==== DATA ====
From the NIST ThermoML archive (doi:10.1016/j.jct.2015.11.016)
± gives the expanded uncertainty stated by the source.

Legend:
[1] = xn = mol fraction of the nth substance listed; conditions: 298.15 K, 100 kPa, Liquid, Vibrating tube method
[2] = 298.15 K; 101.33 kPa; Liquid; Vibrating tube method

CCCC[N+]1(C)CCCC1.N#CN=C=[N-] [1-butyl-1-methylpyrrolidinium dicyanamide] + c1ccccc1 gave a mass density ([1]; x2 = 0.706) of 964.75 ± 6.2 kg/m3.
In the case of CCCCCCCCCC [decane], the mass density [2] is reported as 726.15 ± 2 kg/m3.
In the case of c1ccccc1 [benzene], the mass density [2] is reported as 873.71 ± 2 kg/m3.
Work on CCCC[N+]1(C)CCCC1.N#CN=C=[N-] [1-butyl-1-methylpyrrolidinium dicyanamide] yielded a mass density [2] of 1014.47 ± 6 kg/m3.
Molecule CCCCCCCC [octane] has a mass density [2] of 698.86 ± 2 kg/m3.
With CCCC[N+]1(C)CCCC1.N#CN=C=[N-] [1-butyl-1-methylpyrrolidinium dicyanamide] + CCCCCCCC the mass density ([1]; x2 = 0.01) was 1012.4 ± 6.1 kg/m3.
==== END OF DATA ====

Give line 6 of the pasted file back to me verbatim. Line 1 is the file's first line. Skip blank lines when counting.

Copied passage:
CCCC[N+]1(C)CCCC1.N#CN=C=[N-] [1-butyl-1-methylpyrrolidinium dicyanamide] + c1ccccc1 gave a mass density ([1]; x2 = 0.706) of 964.75 ± 6.2 kg/m3.